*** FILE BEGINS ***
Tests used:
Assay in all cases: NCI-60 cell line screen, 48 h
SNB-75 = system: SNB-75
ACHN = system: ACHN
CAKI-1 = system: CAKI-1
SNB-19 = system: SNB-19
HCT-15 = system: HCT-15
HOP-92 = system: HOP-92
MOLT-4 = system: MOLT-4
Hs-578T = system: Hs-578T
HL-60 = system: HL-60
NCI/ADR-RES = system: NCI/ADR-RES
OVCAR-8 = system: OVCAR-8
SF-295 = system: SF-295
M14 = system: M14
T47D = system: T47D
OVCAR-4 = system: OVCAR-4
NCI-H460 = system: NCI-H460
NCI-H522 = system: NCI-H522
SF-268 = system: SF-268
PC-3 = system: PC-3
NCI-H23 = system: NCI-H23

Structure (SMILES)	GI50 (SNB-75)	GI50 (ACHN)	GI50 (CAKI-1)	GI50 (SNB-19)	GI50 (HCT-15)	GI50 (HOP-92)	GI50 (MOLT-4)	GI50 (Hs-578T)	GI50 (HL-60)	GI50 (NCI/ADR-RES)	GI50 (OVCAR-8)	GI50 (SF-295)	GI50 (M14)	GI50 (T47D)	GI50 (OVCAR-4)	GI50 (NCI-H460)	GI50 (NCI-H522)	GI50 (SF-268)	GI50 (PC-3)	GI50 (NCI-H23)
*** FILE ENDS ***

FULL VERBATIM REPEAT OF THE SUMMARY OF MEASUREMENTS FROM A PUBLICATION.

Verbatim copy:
Tests used:
Assay in all cases: NCI-60 cell line screen, 48 h
SNB-75 = system: SNB-75
ACHN = system: ACHN
CAKI-1 = system: CAKI-1
SNB-19 = system: SNB-19
HCT-15 = system: HCT-15
HOP-92 = system: HOP-92
MOLT-4 = system: MOLT-4
Hs-578T = system: Hs-578T
HL-60 = system: HL-60
NCI/ADR-RES = system: NCI/ADR-RES
OVCAR-8 = system: OVCAR-8
SF-295 = system: SF-295
M14 = system: M14
T47D = system: T47D
OVCAR-4 = system: OVCAR-4
NCI-H460 = system: NCI-H460
NCI-H522 = system: NCI-H522
SF-268 = system: SF-268
PC-3 = system: PC-3
NCI-H23 = system: NCI-H23

Structure (SMILES)	GI50 (SNB-75)	GI50 (ACHN)	GI50 (CAKI-1)	GI50 (SNB-19)	GI50 (HCT-15)	GI50 (HOP-92)	GI50 (MOLT-4)	GI50 (Hs-578T)	GI50 (HL-60)	GI50 (NCI/ADR-RES)	GI50 (OVCAR-8)	GI50 (SF-295)	GI50 (M14)	GI50 (T47D)	GI50 (OVCAR-4)	GI50 (NCI-H460)	GI50 (NCI-H522)	GI50 (SF-268)	GI50 (PC-3)	GI50 (NCI-H23)